A Red Cross parcel contained 16 articles of food and when it was available it should have been one parcel a week each. We did not always receive it because we were told the Royal Air Force had bombed the railways. When issued it had to be one parcel between 2 on Tuesday, sharing the contents and the same on Friday. All of the tins were stabbed by a postern or in front of him to let the air in. This was so that they could not be put aside to aid escapers. In bad moods the Germans would break open tea packets, chocolate, prunes, biscuits etc. and mix them up in the box. When we complained to the British Commandant about this the Stalag Commandant responded, “The Geneva Convention states whenever possible British prisoners shall receive a Red Cross parcel with 16 articles inside. It does not say how you receive them.”
In such a situation we shared a mixed up parcel twice a week becoming ‘muckers’ because we decided to ‘muck in’ together, sharing not only the parcels but any food we got daily together. Some teamed up into fours. Unless someone stayed behind when you went out and left your parcel of food, 9 times out of 10 it would be gone by the time you returned. To get over this you had to scrounge or make a bag if possible to carry with you on your shoulder. This was known as a ‘rackets bag’. It was also handy to carry anything that was going at the time.
Barrack Room 2 was a very special room in the camp because every evening tables were put up and covered with blankets. Hut 2 became the main gambling casino with bets going on and thousands of cigarettes going from one side of the table to the other on the roll of a dice. My mucker and I would lay on top of our bunks in the evening and through thick hazy smoke, sometimes with the smell of the orient, we would take it all in.
In a POW camp cigarettes are money. Money gives power and there are always hangers on. The lads running the school took a percentage of each win. One day they received a letter demanding a cut from the casino earnings, threatening to slash up those running the show if they did not come across with a pay off. In my opinion they were Scots lads from the Gorbals in Glasgow. It was their type of threat — a razor blade sewn into the peak of a cap. This night, laying on our bunk, waiting for the game to start, a big Aussie jumped up on the table, read out the demand, then produced an open razor and said. “If I catch anyone talking of slashing anybody, they will have me to reckon with.” No more was said.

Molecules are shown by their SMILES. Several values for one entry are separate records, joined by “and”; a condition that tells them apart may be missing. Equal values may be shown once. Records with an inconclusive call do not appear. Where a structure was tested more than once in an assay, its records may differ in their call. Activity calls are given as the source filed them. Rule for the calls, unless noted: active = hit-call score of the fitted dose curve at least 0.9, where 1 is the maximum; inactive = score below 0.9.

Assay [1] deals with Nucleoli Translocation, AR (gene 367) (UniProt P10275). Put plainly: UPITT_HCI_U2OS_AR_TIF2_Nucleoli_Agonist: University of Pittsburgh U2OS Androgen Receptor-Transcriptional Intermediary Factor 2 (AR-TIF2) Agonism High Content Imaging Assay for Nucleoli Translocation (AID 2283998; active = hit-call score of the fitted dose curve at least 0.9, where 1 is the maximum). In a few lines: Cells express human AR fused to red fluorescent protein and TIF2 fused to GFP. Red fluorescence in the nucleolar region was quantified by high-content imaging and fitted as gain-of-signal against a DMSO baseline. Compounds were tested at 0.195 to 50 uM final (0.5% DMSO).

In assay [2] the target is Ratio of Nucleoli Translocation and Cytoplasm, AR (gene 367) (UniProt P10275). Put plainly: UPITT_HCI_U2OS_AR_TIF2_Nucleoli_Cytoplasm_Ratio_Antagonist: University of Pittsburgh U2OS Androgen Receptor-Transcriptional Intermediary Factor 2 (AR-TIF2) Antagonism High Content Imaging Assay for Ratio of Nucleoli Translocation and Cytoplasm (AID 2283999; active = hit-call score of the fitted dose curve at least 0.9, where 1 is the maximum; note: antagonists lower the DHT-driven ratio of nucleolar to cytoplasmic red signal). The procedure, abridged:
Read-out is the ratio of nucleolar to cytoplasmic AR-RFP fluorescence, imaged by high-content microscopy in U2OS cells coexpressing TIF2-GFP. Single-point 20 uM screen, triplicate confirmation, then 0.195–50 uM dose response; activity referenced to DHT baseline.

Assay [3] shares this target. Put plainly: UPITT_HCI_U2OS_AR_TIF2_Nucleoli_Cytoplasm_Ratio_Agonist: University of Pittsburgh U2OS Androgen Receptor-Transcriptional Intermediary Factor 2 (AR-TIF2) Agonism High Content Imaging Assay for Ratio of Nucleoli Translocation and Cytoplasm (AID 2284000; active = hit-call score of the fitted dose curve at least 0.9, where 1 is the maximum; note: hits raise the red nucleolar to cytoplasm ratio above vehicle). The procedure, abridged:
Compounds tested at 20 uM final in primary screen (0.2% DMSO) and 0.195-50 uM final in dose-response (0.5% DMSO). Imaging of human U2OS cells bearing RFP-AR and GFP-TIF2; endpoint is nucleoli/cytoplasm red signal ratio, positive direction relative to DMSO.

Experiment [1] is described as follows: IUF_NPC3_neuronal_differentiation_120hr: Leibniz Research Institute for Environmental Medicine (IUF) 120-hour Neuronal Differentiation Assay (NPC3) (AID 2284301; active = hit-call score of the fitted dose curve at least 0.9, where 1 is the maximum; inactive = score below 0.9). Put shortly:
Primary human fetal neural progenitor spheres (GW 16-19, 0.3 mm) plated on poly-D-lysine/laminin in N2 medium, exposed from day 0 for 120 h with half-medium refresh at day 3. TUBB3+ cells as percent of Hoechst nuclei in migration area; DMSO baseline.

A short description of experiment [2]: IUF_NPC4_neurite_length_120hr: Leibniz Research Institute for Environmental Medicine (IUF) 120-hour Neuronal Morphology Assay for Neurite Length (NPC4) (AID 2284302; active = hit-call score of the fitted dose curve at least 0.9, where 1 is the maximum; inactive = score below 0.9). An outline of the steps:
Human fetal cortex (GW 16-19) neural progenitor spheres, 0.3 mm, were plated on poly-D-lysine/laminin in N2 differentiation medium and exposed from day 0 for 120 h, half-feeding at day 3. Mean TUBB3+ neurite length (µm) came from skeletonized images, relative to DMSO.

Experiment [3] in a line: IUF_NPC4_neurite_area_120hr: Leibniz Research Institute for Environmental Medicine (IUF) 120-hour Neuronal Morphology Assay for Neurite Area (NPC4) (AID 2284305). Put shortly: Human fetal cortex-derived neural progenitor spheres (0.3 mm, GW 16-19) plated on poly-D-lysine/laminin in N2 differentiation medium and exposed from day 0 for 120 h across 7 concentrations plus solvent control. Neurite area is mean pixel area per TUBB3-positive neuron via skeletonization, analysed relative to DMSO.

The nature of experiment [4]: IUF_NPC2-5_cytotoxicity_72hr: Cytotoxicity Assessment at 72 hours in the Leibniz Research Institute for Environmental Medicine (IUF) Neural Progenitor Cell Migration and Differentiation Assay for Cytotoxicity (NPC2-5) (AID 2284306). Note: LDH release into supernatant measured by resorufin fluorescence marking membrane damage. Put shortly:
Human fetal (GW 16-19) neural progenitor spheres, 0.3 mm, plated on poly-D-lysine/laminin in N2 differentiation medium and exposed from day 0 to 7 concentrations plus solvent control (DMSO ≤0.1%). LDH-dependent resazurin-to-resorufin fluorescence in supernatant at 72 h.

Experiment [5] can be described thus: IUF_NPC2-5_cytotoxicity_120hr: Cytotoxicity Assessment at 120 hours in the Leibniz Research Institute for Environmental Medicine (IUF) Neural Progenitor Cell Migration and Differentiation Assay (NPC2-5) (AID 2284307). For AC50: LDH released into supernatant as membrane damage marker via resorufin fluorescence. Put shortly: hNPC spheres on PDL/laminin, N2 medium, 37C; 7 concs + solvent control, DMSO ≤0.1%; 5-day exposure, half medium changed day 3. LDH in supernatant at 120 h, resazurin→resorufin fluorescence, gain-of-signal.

Up until then my mucker had only been known to us as Slasher, or Slash and things could have got a bit dodgy. He was always talking about West Ham Football Club and West Ham Speedway. His idol was Champion Speedway rider Bluey Wilkinson who had let him push his motorbike on and off the track. So Slasher became Bluey. His surname was Uden but we never mentioned it because the German word for Jew is Uden. Sometimes his behaviour was a bit strange as he was ‘bomb happy’. He got very depressed, even suicidal, so he needed someone to keep an eye on him. There was no harm in him. He was a nice bloke.
By this time some of the sick and badly wounded had arrived back in England and so many tales were told by ex-prisoners about 8B that the Germans decided to change 8B to Stalag 344.
Whilst in 344 I was very surprised that 9 out of 10 POWs captured at Dunkirk in the early part of the war spoke so little German, as it was possible to go on courses run by British professors. It was possible to pass exams under the auspices of the Swiss delegation, which were accepted back in England. I signed up for lessons in German but after a short while the frustrated tutor took me aside and said he thought I would do better learning to speak English properly before I tackled another language!